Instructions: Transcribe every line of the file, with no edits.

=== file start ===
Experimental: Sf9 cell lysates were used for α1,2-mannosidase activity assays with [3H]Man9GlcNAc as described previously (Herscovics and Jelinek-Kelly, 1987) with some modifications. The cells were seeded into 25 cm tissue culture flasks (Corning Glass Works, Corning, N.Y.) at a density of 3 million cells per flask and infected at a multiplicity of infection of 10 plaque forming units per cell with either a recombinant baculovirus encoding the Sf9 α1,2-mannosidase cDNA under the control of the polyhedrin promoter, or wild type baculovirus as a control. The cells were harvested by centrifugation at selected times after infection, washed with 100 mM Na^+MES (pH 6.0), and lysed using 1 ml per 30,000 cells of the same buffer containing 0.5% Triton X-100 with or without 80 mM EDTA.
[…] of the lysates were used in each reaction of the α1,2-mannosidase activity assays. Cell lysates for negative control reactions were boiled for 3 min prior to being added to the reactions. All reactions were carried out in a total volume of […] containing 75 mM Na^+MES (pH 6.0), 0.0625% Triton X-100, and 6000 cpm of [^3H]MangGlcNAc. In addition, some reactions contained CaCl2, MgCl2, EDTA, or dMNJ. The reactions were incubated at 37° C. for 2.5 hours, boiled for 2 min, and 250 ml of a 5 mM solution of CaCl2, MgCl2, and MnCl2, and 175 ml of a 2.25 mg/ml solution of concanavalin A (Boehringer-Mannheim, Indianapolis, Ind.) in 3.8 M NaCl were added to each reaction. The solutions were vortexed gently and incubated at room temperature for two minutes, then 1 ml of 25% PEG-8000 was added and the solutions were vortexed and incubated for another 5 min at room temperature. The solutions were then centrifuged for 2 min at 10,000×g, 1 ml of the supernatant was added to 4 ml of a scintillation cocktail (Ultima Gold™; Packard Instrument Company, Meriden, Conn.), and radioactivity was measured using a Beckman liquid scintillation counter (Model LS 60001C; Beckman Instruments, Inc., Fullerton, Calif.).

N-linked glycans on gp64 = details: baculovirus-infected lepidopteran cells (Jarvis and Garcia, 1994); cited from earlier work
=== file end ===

Experimental: Sf9 cell lysates were used for α1,2-mannosidase activity assays with [3H]Man9GlcNAc as described previously (Herscovics and Jelinek-Kelly, 1987) with some modifications. The cells were seeded into 25 cm tissue culture flasks (Corning Glass Works, Corning, N.Y.) at a density of 3 million cells per flask and infected at a multiplicity of infection of 10 plaque forming units per cell with either a recombinant baculovirus encoding the Sf9 α1,2-mannosidase cDNA under the control of the polyhedrin promoter, or wild type baculovirus as a control. The cells were harvested by centrifugation at selected times after infection, washed with 100 mM Na^+MES (pH 6.0), and lysed using 1 ml per 30,000 cells of the same buffer containing 0.5% Triton X-100 with or without 80 mM EDTA.
[…] of the lysates were used in each reaction of the α1,2-mannosidase activity assays. Cell lysates for negative control reactions were boiled for 3 min prior to being added to the reactions. All reactions were carried out in a total volume of […] containing 75 mM Na^+MES (pH 6.0), 0.0625% Triton X-100, and 6000 cpm of [^3H]MangGlcNAc. In addition, some reactions contained CaCl2, MgCl2, EDTA, or dMNJ. The reactions were incubated at 37° C. for 2.5 hours, boiled for 2 min, and 250 ml of a 5 mM solution of CaCl2, MgCl2, and MnCl2, and 175 ml of a 2.25 mg/ml solution of concanavalin A (Boehringer-Mannheim, Indianapolis, Ind.) in 3.8 M NaCl were added to each reaction. The solutions were vortexed gently and incubated at room temperature for two minutes, then 1 ml of 25% PEG-8000 was added and the solutions were vortexed and incubated for another 5 min at room temperature. The solutions were then centrifuged for 2 min at 10,000×g, 1 ml of the supernatant was added to 4 ml of a scintillation cocktail (Ultima Gold™; Packard Instrument Company, Meriden, Conn.), and radioactivity was measured using a Beckman liquid scintillation counter (Model LS 60001C; Beckman Instruments, Inc., Fullerton, Calif.).

N-linked glycans on gp64 = details: baculovirus-infected lepidopteran cells (Jarvis and Garcia, 1994); cited from earlier work